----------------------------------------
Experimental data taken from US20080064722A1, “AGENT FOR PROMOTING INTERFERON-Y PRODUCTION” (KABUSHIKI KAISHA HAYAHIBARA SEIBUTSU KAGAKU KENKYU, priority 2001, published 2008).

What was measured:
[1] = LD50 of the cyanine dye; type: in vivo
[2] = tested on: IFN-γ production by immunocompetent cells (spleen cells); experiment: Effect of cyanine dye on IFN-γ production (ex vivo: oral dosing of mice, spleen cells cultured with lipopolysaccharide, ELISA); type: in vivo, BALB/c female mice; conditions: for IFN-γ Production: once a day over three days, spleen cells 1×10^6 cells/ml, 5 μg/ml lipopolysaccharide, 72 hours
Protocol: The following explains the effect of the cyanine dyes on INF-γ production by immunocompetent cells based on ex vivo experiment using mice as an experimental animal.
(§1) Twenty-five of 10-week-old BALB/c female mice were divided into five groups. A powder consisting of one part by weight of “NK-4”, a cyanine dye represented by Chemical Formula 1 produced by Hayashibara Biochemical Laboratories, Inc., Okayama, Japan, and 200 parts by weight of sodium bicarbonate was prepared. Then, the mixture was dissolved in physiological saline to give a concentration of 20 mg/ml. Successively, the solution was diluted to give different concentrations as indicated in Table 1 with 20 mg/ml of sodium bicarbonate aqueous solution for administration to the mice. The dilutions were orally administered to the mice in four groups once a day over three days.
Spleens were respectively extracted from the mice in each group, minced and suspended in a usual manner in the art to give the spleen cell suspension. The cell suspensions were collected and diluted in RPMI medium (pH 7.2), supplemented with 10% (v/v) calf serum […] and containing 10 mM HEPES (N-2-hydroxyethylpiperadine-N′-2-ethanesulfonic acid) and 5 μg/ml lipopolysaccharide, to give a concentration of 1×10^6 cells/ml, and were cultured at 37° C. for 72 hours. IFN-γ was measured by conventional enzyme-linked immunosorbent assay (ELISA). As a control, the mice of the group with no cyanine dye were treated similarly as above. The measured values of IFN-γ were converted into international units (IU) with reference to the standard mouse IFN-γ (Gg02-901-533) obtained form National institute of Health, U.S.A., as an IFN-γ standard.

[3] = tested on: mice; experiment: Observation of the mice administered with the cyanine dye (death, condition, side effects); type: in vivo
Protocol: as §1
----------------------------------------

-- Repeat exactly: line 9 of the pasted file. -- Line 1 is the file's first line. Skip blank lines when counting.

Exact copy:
Protocol: as §1